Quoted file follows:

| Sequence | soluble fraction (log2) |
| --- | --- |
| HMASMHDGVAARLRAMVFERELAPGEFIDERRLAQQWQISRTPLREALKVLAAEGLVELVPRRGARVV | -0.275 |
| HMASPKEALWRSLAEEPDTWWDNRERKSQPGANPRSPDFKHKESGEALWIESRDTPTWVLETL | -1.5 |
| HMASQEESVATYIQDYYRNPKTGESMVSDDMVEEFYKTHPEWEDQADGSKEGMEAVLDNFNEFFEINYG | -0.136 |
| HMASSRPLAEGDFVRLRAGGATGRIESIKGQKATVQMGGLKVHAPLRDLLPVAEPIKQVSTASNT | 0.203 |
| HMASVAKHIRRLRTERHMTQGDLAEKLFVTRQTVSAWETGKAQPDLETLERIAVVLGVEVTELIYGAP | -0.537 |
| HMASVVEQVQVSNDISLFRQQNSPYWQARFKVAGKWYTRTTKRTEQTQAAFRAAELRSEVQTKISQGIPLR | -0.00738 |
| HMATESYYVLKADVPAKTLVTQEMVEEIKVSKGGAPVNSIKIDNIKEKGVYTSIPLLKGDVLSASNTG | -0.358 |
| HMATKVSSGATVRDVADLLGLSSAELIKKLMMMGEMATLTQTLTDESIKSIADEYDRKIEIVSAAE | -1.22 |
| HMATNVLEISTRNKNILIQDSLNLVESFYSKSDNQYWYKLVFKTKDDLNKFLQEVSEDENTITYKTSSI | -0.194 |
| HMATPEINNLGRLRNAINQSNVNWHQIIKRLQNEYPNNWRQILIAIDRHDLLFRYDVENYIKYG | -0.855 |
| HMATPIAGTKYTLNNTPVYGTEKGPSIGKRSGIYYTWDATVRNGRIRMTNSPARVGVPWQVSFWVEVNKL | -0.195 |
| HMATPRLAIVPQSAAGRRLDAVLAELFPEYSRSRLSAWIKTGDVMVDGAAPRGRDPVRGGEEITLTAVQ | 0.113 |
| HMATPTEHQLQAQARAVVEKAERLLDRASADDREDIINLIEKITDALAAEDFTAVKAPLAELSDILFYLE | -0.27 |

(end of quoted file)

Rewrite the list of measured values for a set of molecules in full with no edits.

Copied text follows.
| Sequence | soluble fraction (log2) |
| --- | --- |
| HMASMHDGVAARLRAMVFERELAPGEFIDERRLAQQWQISRTPLREALKVLAAEGLVELVPRRGARVV | -0.275 |
| HMASPKEALWRSLAEEPDTWWDNRERKSQPGANPRSPDFKHKESGEALWIESRDTPTWVLETL | -1.5 |
| HMASQEESVATYIQDYYRNPKTGESMVSDDMVEEFYKTHPEWEDQADGSKEGMEAVLDNFNEFFEINYG | -0.136 |
| HMASSRPLAEGDFVRLRAGGATGRIESIKGQKATVQMGGLKVHAPLRDLLPVAEPIKQVSTASNT | 0.203 |
| HMASVAKHIRRLRTERHMTQGDLAEKLFVTRQTVSAWETGKAQPDLETLERIAVVLGVEVTELIYGAP | -0.537 |
| HMASVVEQVQVSNDISLFRQQNSPYWQARFKVAGKWYTRTTKRTEQTQAAFRAAELRSEVQTKISQGIPLR | -0.00738 |
| HMATESYYVLKADVPAKTLVTQEMVEEIKVSKGGAPVNSIKIDNIKEKGVYTSIPLLKGDVLSASNTG | -0.358 |
| HMATKVSSGATVRDVADLLGLSSAELIKKLMMMGEMATLTQTLTDESIKSIADEYDRKIEIVSAAE | -1.22 |
| HMATNVLEISTRNKNILIQDSLNLVESFYSKSDNQYWYKLVFKTKDDLNKFLQEVSEDENTITYKTSSI | -0.194 |
| HMATPEINNLGRLRNAINQSNVNWHQIIKRLQNEYPNNWRQILIAIDRHDLLFRYDVENYIKYG | -0.855 |
| HMATPIAGTKYTLNNTPVYGTEKGPSIGKRSGIYYTWDATVRNGRIRMTNSPARVGVPWQVSFWVEVNKL | -0.195 |
| HMATPRLAIVPQSAAGRRLDAVLAELFPEYSRSRLSAWIKTGDVMVDGAAPRGRDPVRGGEEITLTAVQ | 0.113 |
| HMATPTEHQLQAQARAVVEKAERLLDRASADDREDIINLIEKITDALAAEDFTAVKAPLAELSDILFYLE | -0.27 |